Note: The layers for Push-Back are not the same as layers in Layer list. Push-Back use a local object list - created from objects in near proximity of Push-Back. It will simply skip not related layers or any other Push-Back object. This gives you more universal approach - for example Push-Back of one layer down will work on most cases, even if the objects are in real life much further apart in layer list.
Push-Back Pushes an object which is right behind it (top object) a number of object below.
The image above is sort of a "side view" of layers for better illustration.
The step are just three objects one on each other. The Green is the Top object.
Now in step we add a Push-Back on top of it, but set the Push layers in the selector to the top one. Nothing change.
In step we set the layer selector to the second button. That is - the Top Object (green) will be pushed one layer/object down, behind the blue object.
In step we set it on third button, this will push the top object (green) 2 objects below - behind red and blue.
Note: Only objects behind the Push-Back are affected.
Now you see for the 3-ring example all we need to do is to use 3 Push-Back objects placed on each cross-section. And all of them are set just for one layer - this shows how the "local object list" works.
Now lets go back to our simple example:
Check the Layers list. The Layer List will not change by applying Push-Back - it always shows the real object position.
Our situation is in the . No matter what we set in the selector, this will always appear this way in Layer List. The object below The Push-Back (Toroid Blue) marked as gray button in selector will be pushed one object below.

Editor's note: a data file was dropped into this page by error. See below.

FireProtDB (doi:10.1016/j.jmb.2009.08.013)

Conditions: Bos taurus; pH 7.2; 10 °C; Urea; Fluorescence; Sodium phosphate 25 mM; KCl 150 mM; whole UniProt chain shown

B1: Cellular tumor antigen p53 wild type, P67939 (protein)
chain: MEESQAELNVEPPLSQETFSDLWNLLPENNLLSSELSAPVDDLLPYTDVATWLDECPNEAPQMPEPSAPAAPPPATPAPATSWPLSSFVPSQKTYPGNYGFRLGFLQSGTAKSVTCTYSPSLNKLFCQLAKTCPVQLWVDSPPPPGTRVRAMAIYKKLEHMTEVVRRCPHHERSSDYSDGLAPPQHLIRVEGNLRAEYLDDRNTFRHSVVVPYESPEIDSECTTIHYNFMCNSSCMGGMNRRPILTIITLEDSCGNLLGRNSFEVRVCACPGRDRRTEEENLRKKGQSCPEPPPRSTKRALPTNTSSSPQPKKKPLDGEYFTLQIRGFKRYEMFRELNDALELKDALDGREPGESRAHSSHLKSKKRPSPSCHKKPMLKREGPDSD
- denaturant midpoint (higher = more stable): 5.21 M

If we move the Push-Back object a layer down in Layer List this will have no effect, because the object below Push-Back cannot be pushed below any other object since they are none.
The situation shows an additional Rectangle object on the very bottom and pushing the Blue Toroid two objects below.
Because we don't have any other objects between the layers which are outside the Push-Back range the Layers list shows the same situation as Push-Back see its local object list. If, for example we draw another red circle completelly out of Push-Back range and move it behind Blue Toroid - it will appear in Layers, however it is not counted in the Push-Back local object list.
An object which is out of Push-Back range (doesn't lay below Push-Back boundaries) will be skipped by Push-Back selector.
That is: a push-back one object below will work on our toroids even there is a Circle between them in Layers (but it is positioned outside range so the Push-Back doesn't see it and so it will skip it). This has number of advantages.